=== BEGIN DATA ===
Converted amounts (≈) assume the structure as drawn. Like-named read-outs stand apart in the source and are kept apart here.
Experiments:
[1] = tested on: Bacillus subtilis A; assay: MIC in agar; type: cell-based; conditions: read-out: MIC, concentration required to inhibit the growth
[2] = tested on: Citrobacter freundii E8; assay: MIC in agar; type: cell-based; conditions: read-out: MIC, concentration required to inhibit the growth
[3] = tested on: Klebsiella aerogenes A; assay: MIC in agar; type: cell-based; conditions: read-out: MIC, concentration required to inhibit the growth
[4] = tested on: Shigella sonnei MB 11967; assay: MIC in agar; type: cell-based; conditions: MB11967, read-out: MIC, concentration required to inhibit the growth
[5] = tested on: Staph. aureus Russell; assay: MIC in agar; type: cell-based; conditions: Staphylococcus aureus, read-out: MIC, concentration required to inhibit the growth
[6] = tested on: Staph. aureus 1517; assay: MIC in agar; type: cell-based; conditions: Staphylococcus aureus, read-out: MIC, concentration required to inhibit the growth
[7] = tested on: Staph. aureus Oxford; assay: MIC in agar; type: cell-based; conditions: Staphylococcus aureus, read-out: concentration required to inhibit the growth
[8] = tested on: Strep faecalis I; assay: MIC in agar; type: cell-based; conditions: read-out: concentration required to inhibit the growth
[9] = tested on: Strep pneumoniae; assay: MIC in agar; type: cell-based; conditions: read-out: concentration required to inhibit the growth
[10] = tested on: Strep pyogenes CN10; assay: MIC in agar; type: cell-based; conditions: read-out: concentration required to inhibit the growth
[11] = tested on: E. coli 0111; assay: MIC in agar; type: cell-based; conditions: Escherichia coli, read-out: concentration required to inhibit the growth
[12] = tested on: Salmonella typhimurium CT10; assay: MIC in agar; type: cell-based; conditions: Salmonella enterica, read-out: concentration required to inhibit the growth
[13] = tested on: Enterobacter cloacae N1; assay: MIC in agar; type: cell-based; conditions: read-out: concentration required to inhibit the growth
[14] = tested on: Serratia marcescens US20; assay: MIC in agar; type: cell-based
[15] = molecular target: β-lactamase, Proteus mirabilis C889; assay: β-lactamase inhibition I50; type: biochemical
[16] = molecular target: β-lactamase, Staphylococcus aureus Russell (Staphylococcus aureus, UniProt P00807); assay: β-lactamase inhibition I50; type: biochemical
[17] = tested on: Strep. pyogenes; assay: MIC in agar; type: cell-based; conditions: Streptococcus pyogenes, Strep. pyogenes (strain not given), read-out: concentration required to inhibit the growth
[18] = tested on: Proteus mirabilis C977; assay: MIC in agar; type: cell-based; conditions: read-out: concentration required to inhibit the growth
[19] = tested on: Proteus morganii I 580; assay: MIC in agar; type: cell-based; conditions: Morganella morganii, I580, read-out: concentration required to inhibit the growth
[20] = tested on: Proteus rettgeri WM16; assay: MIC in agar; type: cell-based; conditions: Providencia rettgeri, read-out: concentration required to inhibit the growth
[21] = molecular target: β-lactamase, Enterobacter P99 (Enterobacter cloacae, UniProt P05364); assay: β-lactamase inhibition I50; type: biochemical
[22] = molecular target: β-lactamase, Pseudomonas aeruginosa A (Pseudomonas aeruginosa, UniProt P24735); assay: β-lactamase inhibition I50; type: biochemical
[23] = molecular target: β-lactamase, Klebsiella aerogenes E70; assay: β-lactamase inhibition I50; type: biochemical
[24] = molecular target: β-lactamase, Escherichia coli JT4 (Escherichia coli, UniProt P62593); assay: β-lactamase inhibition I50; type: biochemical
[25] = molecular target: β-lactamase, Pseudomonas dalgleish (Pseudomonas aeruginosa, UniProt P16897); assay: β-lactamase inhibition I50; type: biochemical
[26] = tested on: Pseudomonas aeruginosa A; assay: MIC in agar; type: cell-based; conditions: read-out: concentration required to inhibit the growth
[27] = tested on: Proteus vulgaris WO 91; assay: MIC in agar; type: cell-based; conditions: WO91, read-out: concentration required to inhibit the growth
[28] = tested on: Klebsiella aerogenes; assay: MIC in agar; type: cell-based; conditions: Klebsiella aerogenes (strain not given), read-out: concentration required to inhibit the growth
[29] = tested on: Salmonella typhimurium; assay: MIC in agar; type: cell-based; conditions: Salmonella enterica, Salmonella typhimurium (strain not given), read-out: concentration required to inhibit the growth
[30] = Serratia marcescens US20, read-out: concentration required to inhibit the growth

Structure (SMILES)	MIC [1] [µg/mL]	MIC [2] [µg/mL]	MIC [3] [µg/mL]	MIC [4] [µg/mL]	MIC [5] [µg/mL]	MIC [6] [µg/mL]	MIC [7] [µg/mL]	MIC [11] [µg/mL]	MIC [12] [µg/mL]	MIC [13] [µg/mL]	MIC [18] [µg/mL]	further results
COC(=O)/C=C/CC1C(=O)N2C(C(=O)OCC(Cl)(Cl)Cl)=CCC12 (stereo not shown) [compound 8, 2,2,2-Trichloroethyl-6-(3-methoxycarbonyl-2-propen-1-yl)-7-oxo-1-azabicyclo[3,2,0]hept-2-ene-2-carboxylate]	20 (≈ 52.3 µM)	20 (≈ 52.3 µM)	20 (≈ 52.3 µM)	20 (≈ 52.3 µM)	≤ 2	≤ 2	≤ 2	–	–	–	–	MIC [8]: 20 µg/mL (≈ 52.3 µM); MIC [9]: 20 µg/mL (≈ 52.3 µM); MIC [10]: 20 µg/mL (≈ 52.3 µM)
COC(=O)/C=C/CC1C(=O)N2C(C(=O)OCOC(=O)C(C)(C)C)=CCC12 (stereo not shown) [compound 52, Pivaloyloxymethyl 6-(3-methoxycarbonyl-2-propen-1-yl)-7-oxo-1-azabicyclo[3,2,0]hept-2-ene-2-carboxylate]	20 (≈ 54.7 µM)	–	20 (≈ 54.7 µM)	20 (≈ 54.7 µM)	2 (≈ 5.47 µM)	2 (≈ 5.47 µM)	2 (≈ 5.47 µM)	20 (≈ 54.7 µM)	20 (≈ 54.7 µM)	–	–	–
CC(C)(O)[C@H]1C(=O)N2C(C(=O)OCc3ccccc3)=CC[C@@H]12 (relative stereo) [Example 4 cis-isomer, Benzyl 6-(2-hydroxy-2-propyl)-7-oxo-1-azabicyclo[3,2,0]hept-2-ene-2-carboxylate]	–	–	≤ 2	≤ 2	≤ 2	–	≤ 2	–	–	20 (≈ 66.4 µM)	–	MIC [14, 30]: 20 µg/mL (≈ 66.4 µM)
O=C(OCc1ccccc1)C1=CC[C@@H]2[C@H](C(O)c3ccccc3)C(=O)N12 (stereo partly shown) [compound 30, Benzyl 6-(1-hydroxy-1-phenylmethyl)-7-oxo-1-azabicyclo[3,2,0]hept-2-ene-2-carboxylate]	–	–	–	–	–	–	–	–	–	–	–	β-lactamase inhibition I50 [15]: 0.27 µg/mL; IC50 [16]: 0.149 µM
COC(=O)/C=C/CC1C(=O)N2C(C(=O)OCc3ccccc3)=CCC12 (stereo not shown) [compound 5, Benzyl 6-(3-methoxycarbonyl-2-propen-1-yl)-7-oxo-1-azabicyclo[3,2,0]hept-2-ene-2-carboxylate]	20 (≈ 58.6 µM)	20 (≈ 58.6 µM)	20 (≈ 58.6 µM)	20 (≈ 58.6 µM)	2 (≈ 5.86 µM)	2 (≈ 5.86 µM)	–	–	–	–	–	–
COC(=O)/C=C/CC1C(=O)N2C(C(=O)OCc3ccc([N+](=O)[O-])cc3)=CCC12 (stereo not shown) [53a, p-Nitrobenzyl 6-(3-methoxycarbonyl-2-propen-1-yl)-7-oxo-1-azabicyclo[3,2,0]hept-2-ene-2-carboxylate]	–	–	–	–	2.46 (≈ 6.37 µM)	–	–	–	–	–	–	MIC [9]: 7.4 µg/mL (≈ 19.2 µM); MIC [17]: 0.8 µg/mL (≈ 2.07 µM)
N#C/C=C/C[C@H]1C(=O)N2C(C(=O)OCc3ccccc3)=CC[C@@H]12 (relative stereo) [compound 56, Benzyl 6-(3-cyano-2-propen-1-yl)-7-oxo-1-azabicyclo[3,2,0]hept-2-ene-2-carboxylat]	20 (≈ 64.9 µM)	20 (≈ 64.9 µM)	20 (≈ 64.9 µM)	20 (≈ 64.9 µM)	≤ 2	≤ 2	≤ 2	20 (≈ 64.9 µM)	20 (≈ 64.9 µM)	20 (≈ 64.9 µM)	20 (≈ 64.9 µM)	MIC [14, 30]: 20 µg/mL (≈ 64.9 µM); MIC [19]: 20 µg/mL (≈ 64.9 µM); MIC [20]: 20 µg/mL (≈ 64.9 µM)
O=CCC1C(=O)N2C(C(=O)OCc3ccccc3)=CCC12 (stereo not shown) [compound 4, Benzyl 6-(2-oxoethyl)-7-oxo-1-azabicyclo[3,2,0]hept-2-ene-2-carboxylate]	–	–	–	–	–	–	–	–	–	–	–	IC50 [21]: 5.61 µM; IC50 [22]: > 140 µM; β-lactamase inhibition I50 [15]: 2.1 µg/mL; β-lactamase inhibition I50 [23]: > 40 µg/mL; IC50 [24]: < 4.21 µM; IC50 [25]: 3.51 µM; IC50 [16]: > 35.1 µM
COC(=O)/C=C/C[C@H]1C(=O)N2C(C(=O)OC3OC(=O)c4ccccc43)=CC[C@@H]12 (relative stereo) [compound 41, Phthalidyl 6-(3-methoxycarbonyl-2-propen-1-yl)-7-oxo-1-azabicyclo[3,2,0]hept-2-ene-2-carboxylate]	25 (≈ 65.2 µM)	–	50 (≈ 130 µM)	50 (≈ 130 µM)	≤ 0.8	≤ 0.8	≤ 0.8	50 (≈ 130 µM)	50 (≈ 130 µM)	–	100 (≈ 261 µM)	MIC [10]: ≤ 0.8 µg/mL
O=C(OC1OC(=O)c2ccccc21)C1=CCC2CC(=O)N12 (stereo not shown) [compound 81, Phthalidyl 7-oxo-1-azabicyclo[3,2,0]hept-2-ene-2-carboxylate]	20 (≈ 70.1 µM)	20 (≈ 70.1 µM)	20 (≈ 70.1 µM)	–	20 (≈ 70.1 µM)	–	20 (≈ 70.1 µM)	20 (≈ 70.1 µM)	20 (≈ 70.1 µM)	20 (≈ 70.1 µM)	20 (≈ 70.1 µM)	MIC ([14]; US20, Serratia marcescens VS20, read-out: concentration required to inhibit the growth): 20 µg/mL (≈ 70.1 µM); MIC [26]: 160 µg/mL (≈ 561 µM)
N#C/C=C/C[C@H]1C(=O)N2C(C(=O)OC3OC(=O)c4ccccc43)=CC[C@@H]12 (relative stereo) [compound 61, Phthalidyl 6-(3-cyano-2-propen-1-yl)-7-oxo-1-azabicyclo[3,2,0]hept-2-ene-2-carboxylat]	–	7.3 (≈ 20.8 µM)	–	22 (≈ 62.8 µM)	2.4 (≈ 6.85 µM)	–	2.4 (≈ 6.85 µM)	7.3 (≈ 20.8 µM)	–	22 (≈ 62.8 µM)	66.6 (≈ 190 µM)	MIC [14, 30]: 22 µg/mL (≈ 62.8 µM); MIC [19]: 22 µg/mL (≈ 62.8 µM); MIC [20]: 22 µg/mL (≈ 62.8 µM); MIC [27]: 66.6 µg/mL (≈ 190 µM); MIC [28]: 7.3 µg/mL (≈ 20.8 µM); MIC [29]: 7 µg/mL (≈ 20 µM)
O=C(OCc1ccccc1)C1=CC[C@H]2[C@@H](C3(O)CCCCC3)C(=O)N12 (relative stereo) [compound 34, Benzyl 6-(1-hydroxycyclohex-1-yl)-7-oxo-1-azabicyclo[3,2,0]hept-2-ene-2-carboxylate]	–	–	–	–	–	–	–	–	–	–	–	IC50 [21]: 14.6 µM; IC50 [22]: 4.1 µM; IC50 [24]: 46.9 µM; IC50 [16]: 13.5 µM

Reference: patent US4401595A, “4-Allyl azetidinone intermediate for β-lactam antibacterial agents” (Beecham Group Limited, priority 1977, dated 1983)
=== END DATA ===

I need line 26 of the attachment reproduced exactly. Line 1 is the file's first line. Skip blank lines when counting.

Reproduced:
[24] = molecular target: β-lactamase, Escherichia coli JT4 (Escherichia coli, UniProt P62593); assay: β-lactamase inhibition I50; type: biochemical